Learned the History of the Military Song “Taps” (149/366)

“Day is done, gone the sun, From the lake, from the hill, from the sky.  All is well, safely rest, God is nigh.”
~ “Taps


Today is Memorial Day, and though most Americans are quite familiar with the song “Taps” I realized I didn’t know much about the history of it.  In fact, in doing research for this post, I also learned that this year marks the 150th anniversary of this, America’s most famous bugle call.  Memorial Day is a day to honor those who gave their lives serving our country, and I thought it would be appropriate to learn more about this famous and poignant song.

There are no official words to the music but here are some of the more popular verses:
Day is done, gone the sun,
From the lake, from the hill,
From the sky.
All is well, safely rest,
God is nigh.
Fades the light; And afar
Goeth day, And the stars
Shineth bright,
Fare thee well; Day has gone,
Night is on.
Thanks and praise, For our days,
‘Neath the sun, Neath the stars,
‘Neath the sky,
As we go, This we know,
God is nigh.

There is a great website called TapsBugler.com that has information all about Taps, the history of bugles, and the role of bugles and buglers throughout American history.  The site is hosted by Jari Villanueva, a bugler and bugle historian, and former curator of the Taps Bugle Exhibit at Arlington National Cemetery.  Mr. Villanueva wrote a fantastic essay on Taps, called “Twenty-Four Notes That Tap Deep Emotions: The Story of America’s Most Famous Bugle Call,” and there is a good-length excerpt from it on the site.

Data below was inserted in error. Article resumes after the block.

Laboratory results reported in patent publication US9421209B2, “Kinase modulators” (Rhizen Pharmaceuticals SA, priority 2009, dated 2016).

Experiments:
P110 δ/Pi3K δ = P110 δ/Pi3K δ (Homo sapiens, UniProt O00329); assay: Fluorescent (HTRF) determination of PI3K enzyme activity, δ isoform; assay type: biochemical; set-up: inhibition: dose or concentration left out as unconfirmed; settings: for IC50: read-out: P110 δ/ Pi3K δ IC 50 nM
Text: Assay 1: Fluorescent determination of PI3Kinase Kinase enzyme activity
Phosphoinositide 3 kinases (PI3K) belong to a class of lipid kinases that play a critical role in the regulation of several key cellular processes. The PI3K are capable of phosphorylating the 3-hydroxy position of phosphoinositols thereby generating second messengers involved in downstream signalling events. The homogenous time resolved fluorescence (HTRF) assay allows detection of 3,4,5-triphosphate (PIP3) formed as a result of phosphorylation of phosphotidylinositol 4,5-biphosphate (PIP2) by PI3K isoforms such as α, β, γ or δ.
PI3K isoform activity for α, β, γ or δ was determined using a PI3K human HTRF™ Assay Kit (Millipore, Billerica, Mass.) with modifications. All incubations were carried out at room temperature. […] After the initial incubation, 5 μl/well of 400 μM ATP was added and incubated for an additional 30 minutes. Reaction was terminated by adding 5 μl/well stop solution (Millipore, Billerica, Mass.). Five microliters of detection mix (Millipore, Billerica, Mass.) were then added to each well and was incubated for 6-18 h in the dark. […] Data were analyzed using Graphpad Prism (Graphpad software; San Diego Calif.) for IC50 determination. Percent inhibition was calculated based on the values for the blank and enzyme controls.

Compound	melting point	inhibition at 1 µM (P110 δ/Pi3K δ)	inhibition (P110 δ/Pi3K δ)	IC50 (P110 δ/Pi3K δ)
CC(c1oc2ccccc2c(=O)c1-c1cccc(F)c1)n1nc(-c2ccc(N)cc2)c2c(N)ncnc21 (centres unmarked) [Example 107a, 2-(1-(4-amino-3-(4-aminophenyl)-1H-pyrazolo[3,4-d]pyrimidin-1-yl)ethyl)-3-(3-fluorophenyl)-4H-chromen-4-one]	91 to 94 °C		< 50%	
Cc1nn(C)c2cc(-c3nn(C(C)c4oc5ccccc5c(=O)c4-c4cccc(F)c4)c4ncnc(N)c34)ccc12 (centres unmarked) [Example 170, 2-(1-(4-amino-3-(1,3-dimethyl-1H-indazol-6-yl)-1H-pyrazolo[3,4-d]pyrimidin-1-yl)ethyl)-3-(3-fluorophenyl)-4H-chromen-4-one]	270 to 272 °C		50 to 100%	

There are several stories as to the origins of the song – but the most historically-backed, and the one on TapsBugler.com is that Taps is actually a reconfiguration by General Daniel Butterfield of an older bugle call, “Tattoo” which was used to call soldiers to day’s end.  “Taps” wasn’t titled that until years after it was played for Butterfield’s brigade in 1862, but it gained popularity throughout the military.  In 1891 it was listed in the Army Infantry Drill Regulations as a mandatory call to be played at military funerals, although it was unofficially used for many years before that; a final call of “Taps” signalling the day’s end for a fallen soldier.

If you have time and an interest in this piece of American history, I’d highly recommend reading more about Taps, its uses, and origins on TapsBugler.com.  I thoroughly enjoyed reading the information I found there, and was glad to find such a great resource online.

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